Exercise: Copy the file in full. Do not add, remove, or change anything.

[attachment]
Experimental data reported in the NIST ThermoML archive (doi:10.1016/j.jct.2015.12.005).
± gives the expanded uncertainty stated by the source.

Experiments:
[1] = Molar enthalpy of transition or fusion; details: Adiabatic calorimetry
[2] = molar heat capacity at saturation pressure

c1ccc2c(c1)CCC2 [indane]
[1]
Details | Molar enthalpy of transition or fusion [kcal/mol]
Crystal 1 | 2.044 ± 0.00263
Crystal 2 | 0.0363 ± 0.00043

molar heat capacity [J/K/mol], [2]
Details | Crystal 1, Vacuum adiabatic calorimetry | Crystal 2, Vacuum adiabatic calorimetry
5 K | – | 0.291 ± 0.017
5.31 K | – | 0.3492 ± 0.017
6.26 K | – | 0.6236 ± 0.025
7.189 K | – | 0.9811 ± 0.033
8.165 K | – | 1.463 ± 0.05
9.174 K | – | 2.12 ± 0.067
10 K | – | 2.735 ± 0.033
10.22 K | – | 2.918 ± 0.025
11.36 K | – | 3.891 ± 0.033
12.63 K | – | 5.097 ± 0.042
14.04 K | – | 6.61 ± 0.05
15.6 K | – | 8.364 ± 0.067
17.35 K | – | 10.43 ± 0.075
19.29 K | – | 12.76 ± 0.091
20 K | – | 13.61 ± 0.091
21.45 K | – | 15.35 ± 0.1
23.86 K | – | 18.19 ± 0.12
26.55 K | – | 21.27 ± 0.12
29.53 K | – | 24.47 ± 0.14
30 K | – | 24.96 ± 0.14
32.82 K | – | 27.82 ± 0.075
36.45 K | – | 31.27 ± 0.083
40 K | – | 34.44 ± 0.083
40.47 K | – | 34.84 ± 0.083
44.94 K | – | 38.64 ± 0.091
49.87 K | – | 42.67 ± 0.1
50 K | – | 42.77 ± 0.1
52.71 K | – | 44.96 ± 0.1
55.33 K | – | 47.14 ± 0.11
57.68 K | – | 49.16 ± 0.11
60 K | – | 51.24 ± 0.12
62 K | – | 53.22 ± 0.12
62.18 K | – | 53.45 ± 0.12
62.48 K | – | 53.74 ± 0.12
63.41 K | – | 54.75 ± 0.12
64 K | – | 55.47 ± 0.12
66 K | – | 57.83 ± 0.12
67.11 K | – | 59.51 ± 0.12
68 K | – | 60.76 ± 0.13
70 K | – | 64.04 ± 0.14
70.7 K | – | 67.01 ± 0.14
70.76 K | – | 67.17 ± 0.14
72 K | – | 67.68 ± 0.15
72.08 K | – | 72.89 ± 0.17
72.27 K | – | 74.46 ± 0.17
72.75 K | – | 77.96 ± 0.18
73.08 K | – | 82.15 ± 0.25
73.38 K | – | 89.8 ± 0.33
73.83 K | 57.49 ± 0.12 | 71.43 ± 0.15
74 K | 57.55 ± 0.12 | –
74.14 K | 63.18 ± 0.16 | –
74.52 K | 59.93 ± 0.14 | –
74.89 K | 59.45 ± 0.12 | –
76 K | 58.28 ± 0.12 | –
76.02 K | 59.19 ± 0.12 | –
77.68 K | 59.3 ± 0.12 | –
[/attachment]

Experimental data reported in the NIST ThermoML archive (doi:10.1016/j.jct.2015.12.005).
± gives the expanded uncertainty stated by the source.

Experiments:
[1] = Molar enthalpy of transition or fusion; details: Adiabatic calorimetry
[2] = molar heat capacity at saturation pressure

c1ccc2c(c1)CCC2 [indane]
[1]
Details | Molar enthalpy of transition or fusion [kcal/mol]
Crystal 1 | 2.044 ± 0.00263
Crystal 2 | 0.0363 ± 0.00043

molar heat capacity [J/K/mol], [2]
Details | Crystal 1, Vacuum adiabatic calorimetry | Crystal 2, Vacuum adiabatic calorimetry
5 K | – | 0.291 ± 0.017
5.31 K | – | 0.3492 ± 0.017
6.26 K | – | 0.6236 ± 0.025
7.189 K | – | 0.9811 ± 0.033
8.165 K | – | 1.463 ± 0.05
9.174 K | – | 2.12 ± 0.067
10 K | – | 2.735 ± 0.033
10.22 K | – | 2.918 ± 0.025
11.36 K | – | 3.891 ± 0.033
12.63 K | – | 5.097 ± 0.042
14.04 K | – | 6.61 ± 0.05
15.6 K | – | 8.364 ± 0.067
17.35 K | – | 10.43 ± 0.075
19.29 K | – | 12.76 ± 0.091
20 K | – | 13.61 ± 0.091
21.45 K | – | 15.35 ± 0.1
23.86 K | – | 18.19 ± 0.12
26.55 K | – | 21.27 ± 0.12
29.53 K | – | 24.47 ± 0.14
30 K | – | 24.96 ± 0.14
32.82 K | – | 27.82 ± 0.075
36.45 K | – | 31.27 ± 0.083
40 K | – | 34.44 ± 0.083
40.47 K | – | 34.84 ± 0.083
44.94 K | – | 38.64 ± 0.091
49.87 K | – | 42.67 ± 0.1
50 K | – | 42.77 ± 0.1
52.71 K | – | 44.96 ± 0.1
55.33 K | – | 47.14 ± 0.11
57.68 K | – | 49.16 ± 0.11
60 K | – | 51.24 ± 0.12
62 K | – | 53.22 ± 0.12
62.18 K | – | 53.45 ± 0.12
62.48 K | – | 53.74 ± 0.12
63.41 K | – | 54.75 ± 0.12
64 K | – | 55.47 ± 0.12
66 K | – | 57.83 ± 0.12
67.11 K | – | 59.51 ± 0.12
68 K | – | 60.76 ± 0.13
70 K | – | 64.04 ± 0.14
70.7 K | – | 67.01 ± 0.14
70.76 K | – | 67.17 ± 0.14
72 K | – | 67.68 ± 0.15
72.08 K | – | 72.89 ± 0.17
72.27 K | – | 74.46 ± 0.17
72.75 K | – | 77.96 ± 0.18
73.08 K | – | 82.15 ± 0.25
73.38 K | – | 89.8 ± 0.33
73.83 K | 57.49 ± 0.12 | 71.43 ± 0.15
74 K | 57.55 ± 0.12 | –
74.14 K | 63.18 ± 0.16 | –
74.52 K | 59.93 ± 0.14 | –
74.89 K | 59.45 ± 0.12 | –
76 K | 58.28 ± 0.12 | –
76.02 K | 59.19 ± 0.12 | –
77.68 K | 59.3 ± 0.12 | –